Gum disease (or periodontal disease) begins with bacterial growth in your mouth and may end, if left untreated, with tooth loss due to destruction of the tissue that surrounds your teeth and with destruction of the bone that supports your teeth. It is hard to believe that gum disease is quite common in older people as it affects approximately 70 % of adults aged 65+!
According to a recent small study, older adults with more harmful than healthy bacteria under their gumline are more likely to have brain amyloid, which is one of two signs of Alzheimer’s disease. The researchers explained that the bacterial imbalance causes inflammation of the gums, which leads to a gum disease. As any other inflammatory disease, it disrupts the self clearance of amyloid from the brain.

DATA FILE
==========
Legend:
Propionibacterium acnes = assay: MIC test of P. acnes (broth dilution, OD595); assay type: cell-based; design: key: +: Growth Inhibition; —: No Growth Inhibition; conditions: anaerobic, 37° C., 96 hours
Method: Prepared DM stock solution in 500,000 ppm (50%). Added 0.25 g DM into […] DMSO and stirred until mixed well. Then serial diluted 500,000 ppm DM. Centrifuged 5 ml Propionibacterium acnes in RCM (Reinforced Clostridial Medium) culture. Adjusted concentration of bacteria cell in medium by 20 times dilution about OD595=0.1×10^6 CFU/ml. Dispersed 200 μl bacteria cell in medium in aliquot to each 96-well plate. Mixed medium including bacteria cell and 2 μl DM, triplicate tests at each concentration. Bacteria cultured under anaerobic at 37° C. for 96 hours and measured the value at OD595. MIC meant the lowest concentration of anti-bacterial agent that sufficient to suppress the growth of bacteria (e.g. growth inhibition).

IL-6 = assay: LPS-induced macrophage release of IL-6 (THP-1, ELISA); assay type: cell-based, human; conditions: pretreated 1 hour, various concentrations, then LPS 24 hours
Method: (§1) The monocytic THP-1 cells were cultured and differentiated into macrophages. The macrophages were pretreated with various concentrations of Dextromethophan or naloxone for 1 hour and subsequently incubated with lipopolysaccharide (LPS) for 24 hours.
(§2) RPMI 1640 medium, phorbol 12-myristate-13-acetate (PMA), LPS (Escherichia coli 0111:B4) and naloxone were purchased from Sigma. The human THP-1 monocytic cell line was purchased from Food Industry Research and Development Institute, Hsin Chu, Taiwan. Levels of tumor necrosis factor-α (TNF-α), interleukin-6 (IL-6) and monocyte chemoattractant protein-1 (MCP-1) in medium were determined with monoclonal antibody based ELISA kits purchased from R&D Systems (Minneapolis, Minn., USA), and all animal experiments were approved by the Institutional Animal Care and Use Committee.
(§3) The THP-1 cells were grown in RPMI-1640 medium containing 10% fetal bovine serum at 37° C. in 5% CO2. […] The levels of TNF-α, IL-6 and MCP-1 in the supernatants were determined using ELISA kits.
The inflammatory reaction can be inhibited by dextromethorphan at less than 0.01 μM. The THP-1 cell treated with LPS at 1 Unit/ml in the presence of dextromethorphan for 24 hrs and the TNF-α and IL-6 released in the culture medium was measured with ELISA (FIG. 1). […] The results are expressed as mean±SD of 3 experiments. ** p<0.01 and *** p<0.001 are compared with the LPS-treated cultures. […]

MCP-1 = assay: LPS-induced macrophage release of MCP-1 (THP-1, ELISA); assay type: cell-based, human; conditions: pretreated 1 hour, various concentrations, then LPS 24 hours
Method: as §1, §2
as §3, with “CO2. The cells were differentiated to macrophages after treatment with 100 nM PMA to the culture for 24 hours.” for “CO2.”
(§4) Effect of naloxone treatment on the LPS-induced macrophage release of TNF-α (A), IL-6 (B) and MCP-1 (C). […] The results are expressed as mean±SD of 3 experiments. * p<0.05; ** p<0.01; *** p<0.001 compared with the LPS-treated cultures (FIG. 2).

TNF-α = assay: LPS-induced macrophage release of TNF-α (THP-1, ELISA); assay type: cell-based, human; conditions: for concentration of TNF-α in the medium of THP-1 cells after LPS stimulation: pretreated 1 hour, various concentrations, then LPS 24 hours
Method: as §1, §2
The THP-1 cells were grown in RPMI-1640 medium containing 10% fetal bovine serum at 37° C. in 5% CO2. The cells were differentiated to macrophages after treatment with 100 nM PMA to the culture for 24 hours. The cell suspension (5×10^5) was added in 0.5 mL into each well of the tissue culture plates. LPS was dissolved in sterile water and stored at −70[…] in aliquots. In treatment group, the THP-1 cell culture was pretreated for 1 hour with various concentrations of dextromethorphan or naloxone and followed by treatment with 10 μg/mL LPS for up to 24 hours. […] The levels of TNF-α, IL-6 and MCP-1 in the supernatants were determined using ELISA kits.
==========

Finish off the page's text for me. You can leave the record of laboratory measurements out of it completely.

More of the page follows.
The study also looked at the possible link of bacterial gum disbalance to tau, another sign of Alzheimer, and didn’t find any connection between them. This second finding seems logical as amyloid formation takes place often decades before tau development and before any symptoms of Alzheimer’s disease.
The researchers believe that high levels of healthy bacteria in your mouth help maintain bacterial balance and decrease inflammation. That is why healthy gums will not only keep your teeth healthy and your breath fresh, but also contribute to additional protection from Alzheimer’s.
Curious? HERE is the source